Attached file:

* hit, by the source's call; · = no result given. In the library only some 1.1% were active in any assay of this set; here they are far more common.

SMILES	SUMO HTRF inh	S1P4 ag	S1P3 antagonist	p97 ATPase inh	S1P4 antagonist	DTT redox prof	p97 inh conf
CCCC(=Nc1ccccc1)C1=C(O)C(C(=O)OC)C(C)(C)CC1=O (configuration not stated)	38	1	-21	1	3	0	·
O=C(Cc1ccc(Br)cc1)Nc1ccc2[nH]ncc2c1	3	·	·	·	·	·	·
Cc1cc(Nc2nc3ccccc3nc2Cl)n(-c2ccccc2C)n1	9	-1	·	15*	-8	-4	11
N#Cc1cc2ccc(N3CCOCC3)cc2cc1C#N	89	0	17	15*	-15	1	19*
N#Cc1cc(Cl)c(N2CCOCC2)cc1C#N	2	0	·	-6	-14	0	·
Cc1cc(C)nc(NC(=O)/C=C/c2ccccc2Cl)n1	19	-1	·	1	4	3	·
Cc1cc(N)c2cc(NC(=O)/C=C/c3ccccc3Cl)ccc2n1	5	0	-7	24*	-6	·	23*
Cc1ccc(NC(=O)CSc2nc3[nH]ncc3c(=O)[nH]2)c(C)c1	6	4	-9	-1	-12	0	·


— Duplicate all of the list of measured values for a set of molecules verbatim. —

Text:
* hit, by the source's call; · = no result given. In the library only some 1.1% were active in any assay of this set; here they are far more common.

SMILES	SUMO HTRF inh	S1P4 ag	S1P3 antagonist	p97 ATPase inh	S1P4 antagonist	DTT redox prof	p97 inh conf
CCCC(=Nc1ccccc1)C1=C(O)C(C(=O)OC)C(C)(C)CC1=O (configuration not stated)	38	1	-21	1	3	0	·
O=C(Cc1ccc(Br)cc1)Nc1ccc2[nH]ncc2c1	3	·	·	·	·	·	·
Cc1cc(Nc2nc3ccccc3nc2Cl)n(-c2ccccc2C)n1	9	-1	·	15*	-8	-4	11
N#Cc1cc2ccc(N3CCOCC3)cc2cc1C#N	89	0	17	15*	-15	1	19*
N#Cc1cc(Cl)c(N2CCOCC2)cc1C#N	2	0	·	-6	-14	0	·
Cc1cc(C)nc(NC(=O)/C=C/c2ccccc2Cl)n1	19	-1	·	1	4	3	·
Cc1cc(N)c2cc(NC(=O)/C=C/c3ccccc3Cl)ccc2n1	5	0	-7	24*	-6	·	23*
Cc1ccc(NC(=O)CSc2nc3[nH]ncc3c(=O)[nH]2)c(C)c1	6	4	-9	-1	-12	0	·